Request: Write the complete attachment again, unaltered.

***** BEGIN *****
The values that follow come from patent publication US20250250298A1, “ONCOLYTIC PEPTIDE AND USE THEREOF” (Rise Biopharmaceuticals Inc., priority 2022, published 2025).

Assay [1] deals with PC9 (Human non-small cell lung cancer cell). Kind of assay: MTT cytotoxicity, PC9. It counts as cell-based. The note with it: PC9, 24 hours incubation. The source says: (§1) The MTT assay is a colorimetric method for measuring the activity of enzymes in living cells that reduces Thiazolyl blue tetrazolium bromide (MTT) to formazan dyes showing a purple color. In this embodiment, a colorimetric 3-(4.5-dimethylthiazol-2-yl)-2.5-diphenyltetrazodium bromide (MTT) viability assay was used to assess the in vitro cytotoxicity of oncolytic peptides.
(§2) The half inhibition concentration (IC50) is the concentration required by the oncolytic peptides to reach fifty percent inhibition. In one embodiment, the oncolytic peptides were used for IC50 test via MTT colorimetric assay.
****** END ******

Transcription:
The values that follow come from patent publication US20250250298A1, “ONCOLYTIC PEPTIDE AND USE THEREOF” (Rise Biopharmaceuticals Inc., priority 2022, published 2025).

Assay [1] deals with PC9 (Human non-small cell lung cancer cell). Kind of assay: MTT cytotoxicity, PC9. It counts as cell-based. The note with it: PC9, 24 hours incubation. The source says: (§1) The MTT assay is a colorimetric method for measuring the activity of enzymes in living cells that reduces Thiazolyl blue tetrazolium bromide (MTT) to formazan dyes showing a purple color. In this embodiment, a colorimetric 3-(4.5-dimethylthiazol-2-yl)-2.5-diphenyltetrazodium bromide (MTT) viability assay was used to assess the in vitro cytotoxicity of oncolytic peptides.
(§2) The half inhibition concentration (IC50) is the concentration required by the oncolytic peptides to reach fifty percent inhibition. In one embodiment, the oncolytic peptides were used for IC50 test via MTT colorimetric assay.